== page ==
Every good teacher knows that if something isn't working in her classroom or for a particular student, then she needs to go back to the drawing board and try things from a different angle. Every good teacher also knows that sometimes the best lessons happen spontaneously.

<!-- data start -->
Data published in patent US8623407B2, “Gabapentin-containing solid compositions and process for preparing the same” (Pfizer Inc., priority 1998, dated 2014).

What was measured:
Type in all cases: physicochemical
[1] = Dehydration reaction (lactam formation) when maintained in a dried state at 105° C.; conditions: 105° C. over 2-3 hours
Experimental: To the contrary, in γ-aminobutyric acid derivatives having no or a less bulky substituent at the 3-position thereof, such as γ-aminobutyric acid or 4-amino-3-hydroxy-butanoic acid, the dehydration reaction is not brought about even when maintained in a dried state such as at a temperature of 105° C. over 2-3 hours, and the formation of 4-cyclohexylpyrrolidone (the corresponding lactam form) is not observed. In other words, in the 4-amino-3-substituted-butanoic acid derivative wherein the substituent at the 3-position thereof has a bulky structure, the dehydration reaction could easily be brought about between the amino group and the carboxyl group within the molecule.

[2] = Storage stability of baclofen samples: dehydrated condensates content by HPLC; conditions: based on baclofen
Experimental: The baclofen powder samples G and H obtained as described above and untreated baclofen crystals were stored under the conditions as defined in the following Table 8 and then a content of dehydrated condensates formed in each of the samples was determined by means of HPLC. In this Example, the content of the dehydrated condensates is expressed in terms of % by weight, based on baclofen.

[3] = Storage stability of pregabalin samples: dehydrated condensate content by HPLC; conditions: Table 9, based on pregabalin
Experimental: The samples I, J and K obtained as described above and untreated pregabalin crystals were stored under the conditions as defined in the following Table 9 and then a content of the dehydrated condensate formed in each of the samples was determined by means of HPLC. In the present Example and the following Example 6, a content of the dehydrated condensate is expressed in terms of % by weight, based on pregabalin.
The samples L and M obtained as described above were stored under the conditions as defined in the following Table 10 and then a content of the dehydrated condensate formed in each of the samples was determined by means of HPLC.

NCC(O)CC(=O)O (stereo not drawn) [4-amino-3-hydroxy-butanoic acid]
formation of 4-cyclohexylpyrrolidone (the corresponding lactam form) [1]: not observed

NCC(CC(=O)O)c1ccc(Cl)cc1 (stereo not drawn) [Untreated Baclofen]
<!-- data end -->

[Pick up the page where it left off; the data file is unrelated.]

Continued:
For these reasons, I've decided not to continue posting our "weekly plan" on the blog. I had started this back in June of last year and *kinda* liked it. I was on the fence in September and decided to give it a fair shake. It's been ten weeks and it's not working for me. One of the best things about being a teacher is being creative and letting your students show you where they need you to go in terms of their learning needs. This can be hard when you've announced to the world on Sunday what you intend to accomplish that week. In other words, I felt locked in and it was starting to stress me out. Tuesday night I gave myself permission to shelve this weekly plan idea because I think it's a win for everyone. My little learners get exactly what they need instruction-wise and I have a bit more wiggle room to make sure they are confident in their knowledge and understanding before moving on to the next task or concept. I'd prefer to spend my blogging hours telling you about what we have accomplished rather than raising concerns as to why we aren't finished a particular task from the weekly plan. In my 17 years in the classroom, I have tried all kinds of new things that really worked, but this wasn't one of them, and I'm not going to let anything get in the way of me being the very best teacher I can to my students.